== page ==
Zone of the Enders HD review

In what is fast becoming a staple of this HD gaming generation, in and of itself a curious ode to generations past, comes another revamped collection to hit the shelves. This time, Zone of Enders comes along to rekindle fond memories of Kojima’s OTHER series, and presents the first two games for anyone who missed out on them last gen. Originally released on PS2 back in 2001, the series gained both cult following and critical acclaim, with a third title being spoken about in excited whispers for almost a decade now. Quite possibly to capitalize on that very eager anticipation, and to tide fans over until a third title might arrive, comes this remastered release of the initial two outings, over ten years after their respective debuts. A lot has changed in ten years though, probably more so in our industry than any other, and the question remains as with all these HD revamps, is whether or not the core of the game still holds merit, because as we all know it takes more than slick HD visuals to make a game truly stand the test of time.

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Well in all honesty, stick another name on the box and this game could have very well been released today, as the combat and movement mechanics are equally as smooth and fast paced as they were over ten years ago. Putting to shame many games that in fact HAVE been released today, it is a testament to the success of the series that it can still feel fresh and more than playable even a decade later, something you can’t say for many games from generations past, and even many from this one. But while the games succeed where their initial releases did, so too do they fail, and the collection has many of the same niggles that pestered us years ago. More about these later though, as the key element here is that the two games offer an interesting and highly unique combat method, which is as frustratingly underused in parts as it is incredibly fun and rewarding to implement in others, something which brings its core appeal kicking and screaming into a new decade, and the very thing which serves its re-released status best.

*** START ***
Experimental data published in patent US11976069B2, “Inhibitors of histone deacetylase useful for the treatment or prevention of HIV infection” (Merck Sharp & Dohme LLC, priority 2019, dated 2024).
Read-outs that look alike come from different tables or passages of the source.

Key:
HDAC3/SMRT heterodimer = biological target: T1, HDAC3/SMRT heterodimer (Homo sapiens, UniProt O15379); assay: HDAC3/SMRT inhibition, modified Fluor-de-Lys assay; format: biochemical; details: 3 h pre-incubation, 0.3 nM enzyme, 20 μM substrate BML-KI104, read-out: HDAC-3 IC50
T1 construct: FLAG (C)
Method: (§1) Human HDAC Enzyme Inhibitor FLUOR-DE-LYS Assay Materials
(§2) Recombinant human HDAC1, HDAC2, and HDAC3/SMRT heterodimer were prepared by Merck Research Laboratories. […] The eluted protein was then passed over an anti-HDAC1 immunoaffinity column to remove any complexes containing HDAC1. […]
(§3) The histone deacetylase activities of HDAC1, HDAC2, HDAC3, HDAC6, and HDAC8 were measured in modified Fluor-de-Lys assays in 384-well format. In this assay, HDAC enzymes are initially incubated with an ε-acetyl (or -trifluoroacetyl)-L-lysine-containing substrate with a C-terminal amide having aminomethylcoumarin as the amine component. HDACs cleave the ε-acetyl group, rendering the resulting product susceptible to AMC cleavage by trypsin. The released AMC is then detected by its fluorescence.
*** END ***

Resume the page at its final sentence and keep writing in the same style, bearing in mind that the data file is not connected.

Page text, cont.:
Playing like a cyber hack-n-slash/third person shooter hybrid, combat remains largely the same as it was back then. Enjoyable for a while, but always running the risk of repetition. Even today little has changed in the very same genre to compensate, and while the style is easily accessible to all, it can run frustratingly thin for others. These shallow frustrations are most evident in the first outing, which largely serves as a mere stepping stone for the much superior sequel. It may feel watered down and direction-less for some, but as with all these collections, you have to appreciate the game and the era in which it was made, and it does still have something to offer, if only due to its significance in the gaming landscape of the day. For two games over ten years old, they are more than playable today, and in typical Kojima style, gameplay is but one of the many assets in the whole package, and the story is as rich, deep and positively over the top as you might expect from an anime based tale. In keeping it brief, the game is set in the future, at a time where war is waged between giant mecha suits piloted by trained operatives and making for some awesome, high octane action the likes of which few games can imagine, presenting a world both ambitious in scale and stunning in realization, set off even more so by the aesthetics on display, which have never played a more important part than the one they do now, in a beautiful mix of frantic chaos amidst vibrant action, setting off the combat in all the more rewarding and impressive way.